is in the fabled “1%”: the folks the Occupy Wall Street movement says are those who are “writing the rules of an unfair global economy” because of massive inequality of income. But Lott doesn’t feel particularly rich or powerful.
I definitely don’t see myself as rich,” says Lott, who is saving to purchase a downtown luxury condominium. That will be the case, he says, “the day I don’t have to go to work every single day.”
Did Lott inherit a great family fortune or earn a CEO’s salary at the expense of workers in a multinational company? Not exactly.
In this country, you don’t get anywhere without working hard,” said James Lott, 28, a pharmacist in Renton, Wash., who adds to his six-figure salary by day-trading stocks. The son of Nigerian-American immigrants, Lott says he was able to get ahead by earning an advanced pharmacy degree. He makes about $200,000 a year.
After growing up on food stamps, Lott now splurges occasionally on nicer restaurants, Hugo Boss shoes and extended vacations to New Orleans, Atlanta and parts of Latin America. He believes government should play a role in helping the disadvantaged. But he says the poor should be encouraged to support themselves, explaining that his single mother rose out of hardship by starting a day-care business in their home.
USA Today says these 20 percenters are a different breed, more likely to gain and lose income so that many are “temporarily” rich:
…the new rich are those with household income of $250,000 or more at some point during their working lives. That puts them, if sometimes temporarily, in the top 2% of earners.
Even outside periods of unusual wealth, members of this group generally hover in the $100,000-plus income range, keeping them in the top 20% of earners.
Someone who epitomizes this group is Robert Kane of Colorado Springs, Colo. He doesn’t fit the demographic of the “old boys’ network” that the Occupy Wall Street movement rails against. He says he was “humbled” in the 2008 Wall Street meltdown, but has earned his fortune back in the marijuana business. Once a registered Republican, he now is a political independent, but still wants to keep the money he’s earned from the government.
Now a senior vice president for a private equity firm specializing in the marijuana business, Kane says he’s concerned about upward mobility for the poor and calls wealthy politicians such as Romney “out of touch.”
But Kane, now a registered independent, draws the line when it comes to higher taxes.
“A dollar is best in your hand rather than the government’s,” he says.
Despite these two examples, it is the government that is driving much of this new wealth. What area of the country is seeing the highest increase in wealth? Washington, D.C. The nation’s Capitol is “awash” with wealth, tied to government services, lobbying groups, and crony capitalism.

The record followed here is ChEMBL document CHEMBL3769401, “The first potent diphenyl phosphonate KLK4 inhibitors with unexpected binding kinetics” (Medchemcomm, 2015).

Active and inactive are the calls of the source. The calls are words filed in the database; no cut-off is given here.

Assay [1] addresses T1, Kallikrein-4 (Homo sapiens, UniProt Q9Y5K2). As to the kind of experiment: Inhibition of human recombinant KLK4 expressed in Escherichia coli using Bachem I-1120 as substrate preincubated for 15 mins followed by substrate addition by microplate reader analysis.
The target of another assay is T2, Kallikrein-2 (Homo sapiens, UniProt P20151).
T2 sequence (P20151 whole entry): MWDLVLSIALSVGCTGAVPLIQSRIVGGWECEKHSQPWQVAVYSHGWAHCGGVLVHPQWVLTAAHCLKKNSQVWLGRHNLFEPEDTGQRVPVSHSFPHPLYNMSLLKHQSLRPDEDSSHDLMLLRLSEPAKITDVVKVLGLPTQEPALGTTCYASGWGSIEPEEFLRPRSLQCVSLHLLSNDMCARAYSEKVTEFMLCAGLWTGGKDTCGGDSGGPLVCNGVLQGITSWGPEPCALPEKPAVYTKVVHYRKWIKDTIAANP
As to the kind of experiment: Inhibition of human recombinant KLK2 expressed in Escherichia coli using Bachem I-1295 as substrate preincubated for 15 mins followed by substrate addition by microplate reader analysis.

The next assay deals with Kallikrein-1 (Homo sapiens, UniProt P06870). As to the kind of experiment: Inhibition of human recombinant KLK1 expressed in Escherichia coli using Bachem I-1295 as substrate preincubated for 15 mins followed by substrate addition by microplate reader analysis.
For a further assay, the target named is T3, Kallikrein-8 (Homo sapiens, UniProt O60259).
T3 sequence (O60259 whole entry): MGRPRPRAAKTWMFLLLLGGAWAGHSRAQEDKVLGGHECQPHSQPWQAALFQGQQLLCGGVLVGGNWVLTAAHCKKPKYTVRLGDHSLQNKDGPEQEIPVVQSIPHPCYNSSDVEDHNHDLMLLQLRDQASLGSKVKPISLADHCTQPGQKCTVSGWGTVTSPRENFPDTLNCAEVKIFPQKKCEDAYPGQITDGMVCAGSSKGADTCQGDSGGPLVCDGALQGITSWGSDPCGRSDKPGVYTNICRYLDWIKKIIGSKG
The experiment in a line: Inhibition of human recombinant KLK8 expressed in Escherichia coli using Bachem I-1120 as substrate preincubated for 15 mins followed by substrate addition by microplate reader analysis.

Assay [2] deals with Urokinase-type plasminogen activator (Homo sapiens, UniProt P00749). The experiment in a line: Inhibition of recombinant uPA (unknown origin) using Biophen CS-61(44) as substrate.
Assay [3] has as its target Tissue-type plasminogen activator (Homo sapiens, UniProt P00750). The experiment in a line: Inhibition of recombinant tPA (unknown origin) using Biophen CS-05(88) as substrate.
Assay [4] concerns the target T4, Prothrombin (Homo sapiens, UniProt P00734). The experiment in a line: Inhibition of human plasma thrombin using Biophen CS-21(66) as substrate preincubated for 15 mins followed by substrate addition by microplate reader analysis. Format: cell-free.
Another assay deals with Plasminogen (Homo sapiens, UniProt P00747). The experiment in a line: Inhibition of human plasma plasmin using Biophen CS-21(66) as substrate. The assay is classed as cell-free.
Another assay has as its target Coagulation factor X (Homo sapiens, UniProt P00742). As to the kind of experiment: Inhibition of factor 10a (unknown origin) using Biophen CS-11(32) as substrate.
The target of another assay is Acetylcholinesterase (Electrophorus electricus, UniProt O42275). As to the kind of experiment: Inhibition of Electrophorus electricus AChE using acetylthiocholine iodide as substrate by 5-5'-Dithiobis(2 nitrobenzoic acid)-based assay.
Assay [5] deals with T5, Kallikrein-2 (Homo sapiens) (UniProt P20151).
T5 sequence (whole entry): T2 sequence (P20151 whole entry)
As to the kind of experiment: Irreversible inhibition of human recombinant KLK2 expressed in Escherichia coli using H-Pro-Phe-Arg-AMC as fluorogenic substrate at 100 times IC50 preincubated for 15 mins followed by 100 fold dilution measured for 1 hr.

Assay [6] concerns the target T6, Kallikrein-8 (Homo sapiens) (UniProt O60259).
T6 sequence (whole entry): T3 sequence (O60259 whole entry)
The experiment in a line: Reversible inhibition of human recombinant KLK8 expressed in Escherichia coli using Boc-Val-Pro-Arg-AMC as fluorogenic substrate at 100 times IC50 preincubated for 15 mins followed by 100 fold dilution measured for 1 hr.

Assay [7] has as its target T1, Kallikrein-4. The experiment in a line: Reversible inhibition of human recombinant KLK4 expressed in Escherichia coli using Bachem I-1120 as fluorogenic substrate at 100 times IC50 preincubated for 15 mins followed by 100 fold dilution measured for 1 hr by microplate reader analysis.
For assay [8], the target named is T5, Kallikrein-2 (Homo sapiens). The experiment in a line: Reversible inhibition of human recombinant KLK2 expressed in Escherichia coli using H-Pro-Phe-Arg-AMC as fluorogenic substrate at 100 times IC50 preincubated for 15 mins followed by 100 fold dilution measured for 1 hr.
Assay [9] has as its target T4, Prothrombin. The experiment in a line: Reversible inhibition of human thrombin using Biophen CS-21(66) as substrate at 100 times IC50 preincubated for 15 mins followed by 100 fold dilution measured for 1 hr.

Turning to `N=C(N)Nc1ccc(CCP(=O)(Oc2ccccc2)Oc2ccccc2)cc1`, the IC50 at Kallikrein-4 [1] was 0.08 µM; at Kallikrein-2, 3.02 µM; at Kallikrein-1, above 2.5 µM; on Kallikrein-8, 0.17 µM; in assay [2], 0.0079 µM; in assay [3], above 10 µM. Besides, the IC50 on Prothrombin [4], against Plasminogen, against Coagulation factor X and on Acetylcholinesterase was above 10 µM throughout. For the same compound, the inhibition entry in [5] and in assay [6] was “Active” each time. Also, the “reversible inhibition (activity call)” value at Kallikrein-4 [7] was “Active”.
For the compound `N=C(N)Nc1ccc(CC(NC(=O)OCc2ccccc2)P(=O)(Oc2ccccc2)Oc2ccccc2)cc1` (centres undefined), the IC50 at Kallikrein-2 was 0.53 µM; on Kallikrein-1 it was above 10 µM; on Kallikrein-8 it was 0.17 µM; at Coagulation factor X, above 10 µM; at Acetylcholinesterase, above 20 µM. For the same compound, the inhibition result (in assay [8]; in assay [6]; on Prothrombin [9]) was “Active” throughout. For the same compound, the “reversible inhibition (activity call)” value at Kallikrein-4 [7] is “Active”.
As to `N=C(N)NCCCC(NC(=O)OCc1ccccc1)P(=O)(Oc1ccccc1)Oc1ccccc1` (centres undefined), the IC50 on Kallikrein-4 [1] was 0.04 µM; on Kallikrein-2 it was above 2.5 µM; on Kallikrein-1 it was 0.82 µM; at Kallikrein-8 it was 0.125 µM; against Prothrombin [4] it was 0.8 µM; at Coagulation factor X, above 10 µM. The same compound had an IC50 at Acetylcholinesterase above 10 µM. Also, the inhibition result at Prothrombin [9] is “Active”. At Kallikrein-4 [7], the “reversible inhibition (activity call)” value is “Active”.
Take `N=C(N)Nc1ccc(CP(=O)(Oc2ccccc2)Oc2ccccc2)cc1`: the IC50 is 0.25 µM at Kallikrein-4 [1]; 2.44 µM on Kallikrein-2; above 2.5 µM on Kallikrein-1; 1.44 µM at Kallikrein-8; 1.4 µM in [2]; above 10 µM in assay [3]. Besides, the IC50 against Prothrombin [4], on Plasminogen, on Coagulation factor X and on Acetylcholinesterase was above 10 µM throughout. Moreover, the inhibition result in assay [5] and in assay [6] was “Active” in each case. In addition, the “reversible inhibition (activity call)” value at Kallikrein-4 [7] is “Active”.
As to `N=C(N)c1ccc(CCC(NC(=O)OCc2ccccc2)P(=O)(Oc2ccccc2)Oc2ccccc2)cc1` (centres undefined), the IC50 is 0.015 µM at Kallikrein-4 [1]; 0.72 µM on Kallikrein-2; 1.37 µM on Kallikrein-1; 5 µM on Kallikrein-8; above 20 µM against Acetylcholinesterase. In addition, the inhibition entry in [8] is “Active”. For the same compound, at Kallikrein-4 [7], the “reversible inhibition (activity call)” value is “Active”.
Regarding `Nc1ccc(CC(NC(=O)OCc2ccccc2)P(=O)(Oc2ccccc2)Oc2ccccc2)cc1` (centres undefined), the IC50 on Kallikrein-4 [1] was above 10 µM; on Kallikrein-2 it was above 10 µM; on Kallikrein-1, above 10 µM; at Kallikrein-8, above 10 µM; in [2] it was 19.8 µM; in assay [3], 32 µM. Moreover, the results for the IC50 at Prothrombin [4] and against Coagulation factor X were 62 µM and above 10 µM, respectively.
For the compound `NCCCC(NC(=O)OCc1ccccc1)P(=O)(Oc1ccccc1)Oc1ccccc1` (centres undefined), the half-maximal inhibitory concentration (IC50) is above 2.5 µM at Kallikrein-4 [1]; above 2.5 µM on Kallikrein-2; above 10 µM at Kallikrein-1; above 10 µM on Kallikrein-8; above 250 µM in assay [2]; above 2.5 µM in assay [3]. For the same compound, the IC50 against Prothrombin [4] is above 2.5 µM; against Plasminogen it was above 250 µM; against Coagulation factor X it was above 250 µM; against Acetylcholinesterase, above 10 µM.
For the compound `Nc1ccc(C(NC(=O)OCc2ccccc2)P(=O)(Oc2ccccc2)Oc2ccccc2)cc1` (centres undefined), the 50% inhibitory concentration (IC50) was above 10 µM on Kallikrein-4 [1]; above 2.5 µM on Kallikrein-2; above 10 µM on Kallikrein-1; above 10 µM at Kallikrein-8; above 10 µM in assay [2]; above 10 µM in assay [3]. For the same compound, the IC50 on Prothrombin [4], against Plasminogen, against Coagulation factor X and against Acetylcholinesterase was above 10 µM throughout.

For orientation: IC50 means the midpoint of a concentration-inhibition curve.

The share of money the government spent on weapons and other hardware shrank as service contracts nearly tripled in value. At the peak in 2010, companies based in Rep. James Moran’s congressional district in Northern Virginia reaped $43 billion in federal contracts — roughly as much as the state of Texas.
At the same time, big companies realized that a few million spent shaping legislation could produce windfall profits. They nearly doubled the cash they poured into the capital.
Tens of thousands of people are moving to D.C., hoping to cash in. At one diner in the area, there is a telling and simple sign of the money within easy reach:
At Cafe Joe, a greasy spoon near the National Security Agency in suburban Maryland, software engineers with top-secret clearances merely have to look at the place mats under their fried eggs to find federal contractors trying to entice them away from their government jobs with six-figure salaries and stock options. The place-mat ads cost $250 a week. They are sold out through 2014.
More signs? The pages in the Washington lobbying directly have quadrupled in the past 30 years, and the number of lawyers in the D. C. area have increased twice as much as in the rest of the nation in just 12 years. Political science writer Lee Drutman, whose upcoming book is entitled The Business of America is Lobbying, says companies have made decisions regarding a presence in D.C. because that’s where the money is.
A growing number of companies,” Drutman said, “became fully convinced that having a large-scale Washington presence was a good strategic decision…You know that if a company stopped lobbying, it would get creamed…That’s why companies don’t stop lobbying.”
It appears that many folks are working hard to increase their personal income, and want to keep their money out of the government’s hands. Yet, government growth is clearly creating an sub-economy that relies on lobbying and servicing an ever-growing government. The Occupy Wall Street folks might want to change their name to Occupy Pennsylvania Avenue: that’s where the real money is.